The Kid With A Bike - Blu-ray Review

'A soaring orchestra shows up on occasion to tell you to feel happy or sad as appropriate but other than that The Kid With A Bike ends up being a film slight on emotional resonance'

An affable fable of kindness, anger and The Trouble With Growing Up, it would be easy to pass The Kid With A Bike off as a harmless, gentle whimsy, pleasant enough to relax to for a slight eighty-seven minutes. Indeed, partially at least, that description is accurate. There's little challenging here and leads Thomas Doret and C├ęcile De France are charming company, the positive narrative of the latter's helping hand extending to the former's troubled youngster a nice change of tone in darkly cynical times.

There is, to a point, brave storytelling here too from writing and directing brothers Jean-Pierre and Luc Dardenne. Backstory is eliminated completely. Inference is king. We don't need to flashback to Cyril's (Doret) childhood. We know it was tough, we know his estate is somewhat harsh, we uncover the deceit of his father as he too uncovers it. On many levels this is extremely clever film-making, showing the audience everything as the script is allowed to concentrate on the story in the present.

This though, is where The Kid With A Bike falls down. By eliminating the drama that would come with back story, the brothers Dardenne force the focus on to a present day tale whose actions are so gentle they become mundane. The introduction of local villain Wes (Egon Di Mateo) feels like a desperate plea to spice things up, a nagging suspicion that increases as the directors allow the focus to drift from Cyril's relationship with Samantha (De France) and on to his interactions with his new 'friend'. It starts to feel like we've been here before and the lack of Cyril and Samantha together late on makes it difficult to invest too much in the characters.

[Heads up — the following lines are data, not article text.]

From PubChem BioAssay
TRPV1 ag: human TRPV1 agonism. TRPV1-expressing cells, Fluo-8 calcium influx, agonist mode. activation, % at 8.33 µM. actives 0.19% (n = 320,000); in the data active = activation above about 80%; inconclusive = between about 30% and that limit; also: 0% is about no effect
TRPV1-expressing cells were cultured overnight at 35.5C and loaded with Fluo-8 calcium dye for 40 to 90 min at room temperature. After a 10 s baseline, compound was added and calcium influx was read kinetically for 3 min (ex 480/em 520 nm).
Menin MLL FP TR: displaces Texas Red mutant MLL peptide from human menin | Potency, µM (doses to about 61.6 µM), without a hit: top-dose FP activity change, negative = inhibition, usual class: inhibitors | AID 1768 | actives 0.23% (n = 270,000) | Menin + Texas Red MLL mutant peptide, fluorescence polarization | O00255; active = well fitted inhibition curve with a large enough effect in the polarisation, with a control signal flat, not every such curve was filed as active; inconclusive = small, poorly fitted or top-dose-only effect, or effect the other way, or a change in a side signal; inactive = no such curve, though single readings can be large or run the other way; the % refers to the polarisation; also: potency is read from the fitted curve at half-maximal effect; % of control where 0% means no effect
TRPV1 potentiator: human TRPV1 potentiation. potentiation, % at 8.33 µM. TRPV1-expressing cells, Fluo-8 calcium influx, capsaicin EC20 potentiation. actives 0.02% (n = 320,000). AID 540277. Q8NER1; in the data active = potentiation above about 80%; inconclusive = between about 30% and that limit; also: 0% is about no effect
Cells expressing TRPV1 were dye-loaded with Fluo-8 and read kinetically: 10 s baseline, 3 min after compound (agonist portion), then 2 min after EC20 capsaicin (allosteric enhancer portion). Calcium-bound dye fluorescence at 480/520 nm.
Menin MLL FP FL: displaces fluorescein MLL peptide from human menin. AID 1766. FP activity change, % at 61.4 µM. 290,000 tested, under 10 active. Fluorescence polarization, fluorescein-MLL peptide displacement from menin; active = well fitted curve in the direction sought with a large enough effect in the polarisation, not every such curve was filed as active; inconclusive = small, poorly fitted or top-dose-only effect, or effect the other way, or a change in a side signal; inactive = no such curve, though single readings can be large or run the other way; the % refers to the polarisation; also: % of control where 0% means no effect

As the film peters out into a predictably open-narrative conclusion, you're left mainly to ponder the form and worth of the story you've just watched. A soaring orchestra shows up on occasion to tell you to feel happy or sad as appropriate but other than that The Kid With A Bike ends up being a film slight on emotional resonance and largely bereft of dramatic happenstance. It's a curious flop. A spectacularly non-offensive, gentle failure.



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